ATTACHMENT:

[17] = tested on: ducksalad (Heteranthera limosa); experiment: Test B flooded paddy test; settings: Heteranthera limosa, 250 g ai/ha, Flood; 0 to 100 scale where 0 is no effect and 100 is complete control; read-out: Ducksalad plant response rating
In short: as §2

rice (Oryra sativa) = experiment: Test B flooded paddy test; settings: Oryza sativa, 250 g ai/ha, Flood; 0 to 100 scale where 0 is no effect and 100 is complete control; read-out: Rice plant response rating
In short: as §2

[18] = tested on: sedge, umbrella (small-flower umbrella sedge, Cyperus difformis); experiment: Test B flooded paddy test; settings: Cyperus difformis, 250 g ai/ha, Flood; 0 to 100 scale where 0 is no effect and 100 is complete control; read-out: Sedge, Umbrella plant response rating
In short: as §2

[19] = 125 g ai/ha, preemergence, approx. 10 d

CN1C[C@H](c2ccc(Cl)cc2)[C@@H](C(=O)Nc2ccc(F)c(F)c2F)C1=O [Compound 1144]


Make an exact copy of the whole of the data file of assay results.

[17] = tested on: ducksalad (Heteranthera limosa); experiment: Test B flooded paddy test; settings: Heteranthera limosa, 250 g ai/ha, Flood; 0 to 100 scale where 0 is no effect and 100 is complete control; read-out: Ducksalad plant response rating
In short: as §2

rice (Oryra sativa) = experiment: Test B flooded paddy test; settings: Oryza sativa, 250 g ai/ha, Flood; 0 to 100 scale where 0 is no effect and 100 is complete control; read-out: Rice plant response rating
In short: as §2

[18] = tested on: sedge, umbrella (small-flower umbrella sedge, Cyperus difformis); experiment: Test B flooded paddy test; settings: Cyperus difformis, 250 g ai/ha, Flood; 0 to 100 scale where 0 is no effect and 100 is complete control; read-out: Sedge, Umbrella plant response rating
In short: as §2

[19] = 125 g ai/ha, preemergence, approx. 10 d

CN1C[C@H](c2ccc(Cl)cc2)[C@@H](C(=O)Nc2ccc(F)c(F)c2F)C1=O [Compound 1144]